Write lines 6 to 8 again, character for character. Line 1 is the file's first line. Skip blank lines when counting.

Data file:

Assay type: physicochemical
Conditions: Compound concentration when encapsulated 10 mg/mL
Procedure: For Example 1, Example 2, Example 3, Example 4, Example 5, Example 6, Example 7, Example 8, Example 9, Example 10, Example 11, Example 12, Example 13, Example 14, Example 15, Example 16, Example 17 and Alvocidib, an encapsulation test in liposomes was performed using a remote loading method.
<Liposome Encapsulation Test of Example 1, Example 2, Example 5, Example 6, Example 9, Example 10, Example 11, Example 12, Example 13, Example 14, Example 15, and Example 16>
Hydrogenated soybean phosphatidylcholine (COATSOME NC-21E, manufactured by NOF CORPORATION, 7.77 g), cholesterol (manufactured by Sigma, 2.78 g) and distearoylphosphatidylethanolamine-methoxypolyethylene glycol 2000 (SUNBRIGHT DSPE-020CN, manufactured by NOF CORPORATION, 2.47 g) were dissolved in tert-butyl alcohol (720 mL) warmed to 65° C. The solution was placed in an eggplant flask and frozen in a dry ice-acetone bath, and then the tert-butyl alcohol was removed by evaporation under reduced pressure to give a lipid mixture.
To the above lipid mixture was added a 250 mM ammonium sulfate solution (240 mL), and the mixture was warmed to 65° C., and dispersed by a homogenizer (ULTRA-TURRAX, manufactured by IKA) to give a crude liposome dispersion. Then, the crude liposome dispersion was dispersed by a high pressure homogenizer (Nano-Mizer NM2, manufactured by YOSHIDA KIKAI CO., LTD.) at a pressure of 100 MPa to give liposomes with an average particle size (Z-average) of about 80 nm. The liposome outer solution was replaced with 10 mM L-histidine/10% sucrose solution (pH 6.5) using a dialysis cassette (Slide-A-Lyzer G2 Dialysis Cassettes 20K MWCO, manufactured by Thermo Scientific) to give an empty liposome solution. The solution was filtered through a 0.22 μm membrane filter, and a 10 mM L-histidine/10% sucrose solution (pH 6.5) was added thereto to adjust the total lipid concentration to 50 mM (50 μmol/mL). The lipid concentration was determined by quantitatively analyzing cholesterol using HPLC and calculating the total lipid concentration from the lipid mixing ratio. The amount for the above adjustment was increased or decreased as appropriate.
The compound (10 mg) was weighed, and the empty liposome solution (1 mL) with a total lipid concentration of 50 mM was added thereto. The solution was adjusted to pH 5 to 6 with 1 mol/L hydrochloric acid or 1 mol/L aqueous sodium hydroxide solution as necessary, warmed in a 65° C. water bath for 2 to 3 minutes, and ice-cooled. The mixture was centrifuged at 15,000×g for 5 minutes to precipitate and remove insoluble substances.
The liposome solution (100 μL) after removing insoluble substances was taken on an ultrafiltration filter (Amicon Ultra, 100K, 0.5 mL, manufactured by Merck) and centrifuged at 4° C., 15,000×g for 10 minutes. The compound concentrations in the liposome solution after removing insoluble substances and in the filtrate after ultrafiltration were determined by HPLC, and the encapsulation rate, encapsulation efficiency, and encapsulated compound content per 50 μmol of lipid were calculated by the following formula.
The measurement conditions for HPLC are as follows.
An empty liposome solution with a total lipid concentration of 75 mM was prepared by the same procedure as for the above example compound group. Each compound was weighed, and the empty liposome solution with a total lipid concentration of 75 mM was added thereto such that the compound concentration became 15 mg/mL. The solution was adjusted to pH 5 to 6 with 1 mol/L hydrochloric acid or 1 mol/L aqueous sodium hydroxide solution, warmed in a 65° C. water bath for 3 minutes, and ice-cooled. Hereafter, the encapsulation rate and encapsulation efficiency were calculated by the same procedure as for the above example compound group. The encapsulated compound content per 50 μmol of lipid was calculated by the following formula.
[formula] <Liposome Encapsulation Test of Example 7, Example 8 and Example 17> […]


To the above lipid mixture was added a 250 mM ammonium sulfate solution (240 mL), and the mixture was warmed to 65° C., and dispersed by a homogenizer (ULTRA-TURRAX, manufactured by IKA) to give a crude liposome dispersion. Then, the crude liposome dispersion was dispersed by a high pressure homogenizer (Nano-Mizer NM2, manufactured by YOSHIDA KIKAI CO., LTD.) at a pressure of 100 MPa to give liposomes with an average particle size (Z-average) of about 80 nm. The liposome outer solution was replaced with 10 mM L-histidine/10% sucrose solution (pH 6.5) using a dialysis cassette (Slide-A-Lyzer G2 Dialysis Cassettes 20K MWCO, manufactured by Thermo Scientific) to give an empty liposome solution. The solution was filtered through a 0.22 μm membrane filter, and a 10 mM L-histidine/10% sucrose solution (pH 6.5) was added thereto to adjust the total lipid concentration to 50 mM (50 μmol/mL). The lipid concentration was determined by quantitatively analyzing cholesterol using HPLC and calculating the total lipid concentration from the lipid mixing ratio. The amount for the above adjustment was increased or decreased as appropriate.
The compound (10 mg) was weighed, and the empty liposome solution (1 mL) with a total lipid concentration of 50 mM was added thereto. The solution was adjusted to pH 5 to 6 with 1 mol/L hydrochloric acid or 1 mol/L aqueous sodium hydroxide solution as necessary, warmed in a 65° C. water bath for 2 to 3 minutes, and ice-cooled. The mixture was centrifuged at 15,000×g for 5 minutes to precipitate and remove insoluble substances.
The liposome solution (100 μL) after removing insoluble substances was taken on an ultrafiltration filter (Amicon Ultra, 100K, 0.5 mL, manufactured by Merck) and centrifuged at 4° C., 15,000×g for 10 minutes. The compound concentrations in the liposome solution after removing insoluble substances and in the filtrate after ultrafiltration were determined by HPLC, and the encapsulation rate, encapsulation efficiency, and encapsulated compound content per 50 μmol of lipid were calculated by the following formula.